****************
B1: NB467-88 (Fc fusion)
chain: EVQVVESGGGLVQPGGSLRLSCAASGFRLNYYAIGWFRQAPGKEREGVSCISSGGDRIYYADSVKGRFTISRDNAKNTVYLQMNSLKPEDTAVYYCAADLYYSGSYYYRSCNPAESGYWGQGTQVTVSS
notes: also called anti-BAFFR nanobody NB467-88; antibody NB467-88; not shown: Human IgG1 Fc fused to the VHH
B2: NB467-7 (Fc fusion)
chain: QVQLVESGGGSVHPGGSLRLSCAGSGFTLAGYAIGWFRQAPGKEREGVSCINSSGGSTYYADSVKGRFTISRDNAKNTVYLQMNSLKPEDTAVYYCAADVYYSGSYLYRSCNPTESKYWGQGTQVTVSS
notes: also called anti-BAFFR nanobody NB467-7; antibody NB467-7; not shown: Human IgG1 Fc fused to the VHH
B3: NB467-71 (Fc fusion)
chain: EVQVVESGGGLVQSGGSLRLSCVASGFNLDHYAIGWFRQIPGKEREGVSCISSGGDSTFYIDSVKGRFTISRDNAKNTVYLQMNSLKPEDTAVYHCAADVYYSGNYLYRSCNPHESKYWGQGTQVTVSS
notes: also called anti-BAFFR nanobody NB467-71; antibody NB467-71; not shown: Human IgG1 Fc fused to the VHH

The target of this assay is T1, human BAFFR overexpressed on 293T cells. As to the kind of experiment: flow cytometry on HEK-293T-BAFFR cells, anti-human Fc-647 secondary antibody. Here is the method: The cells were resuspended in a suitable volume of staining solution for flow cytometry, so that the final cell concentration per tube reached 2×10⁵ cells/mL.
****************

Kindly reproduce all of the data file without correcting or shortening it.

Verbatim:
B1: NB467-88 (Fc fusion)
chain: EVQVVESGGGLVQPGGSLRLSCAASGFRLNYYAIGWFRQAPGKEREGVSCISSGGDRIYYADSVKGRFTISRDNAKNTVYLQMNSLKPEDTAVYYCAADLYYSGSYYYRSCNPAESGYWGQGTQVTVSS
notes: also called anti-BAFFR nanobody NB467-88; antibody NB467-88; not shown: Human IgG1 Fc fused to the VHH
B2: NB467-7 (Fc fusion)
chain: QVQLVESGGGSVHPGGSLRLSCAGSGFTLAGYAIGWFRQAPGKEREGVSCINSSGGSTYYADSVKGRFTISRDNAKNTVYLQMNSLKPEDTAVYYCAADVYYSGSYLYRSCNPTESKYWGQGTQVTVSS
notes: also called anti-BAFFR nanobody NB467-7; antibody NB467-7; not shown: Human IgG1 Fc fused to the VHH
B3: NB467-71 (Fc fusion)
chain: EVQVVESGGGLVQSGGSLRLSCVASGFNLDHYAIGWFRQIPGKEREGVSCISSGGDSTFYIDSVKGRFTISRDNAKNTVYLQMNSLKPEDTAVYHCAADVYYSGNYLYRSCNPHESKYWGQGTQVTVSS
notes: also called anti-BAFFR nanobody NB467-71; antibody NB467-71; not shown: Human IgG1 Fc fused to the VHH

The target of this assay is T1, human BAFFR overexpressed on 293T cells. As to the kind of experiment: flow cytometry on HEK-293T-BAFFR cells, anti-human Fc-647 secondary antibody. Here is the method: The cells were resuspended in a suitable volume of staining solution for flow cytometry, so that the final cell concentration per tube reached 2×10⁵ cells/mL.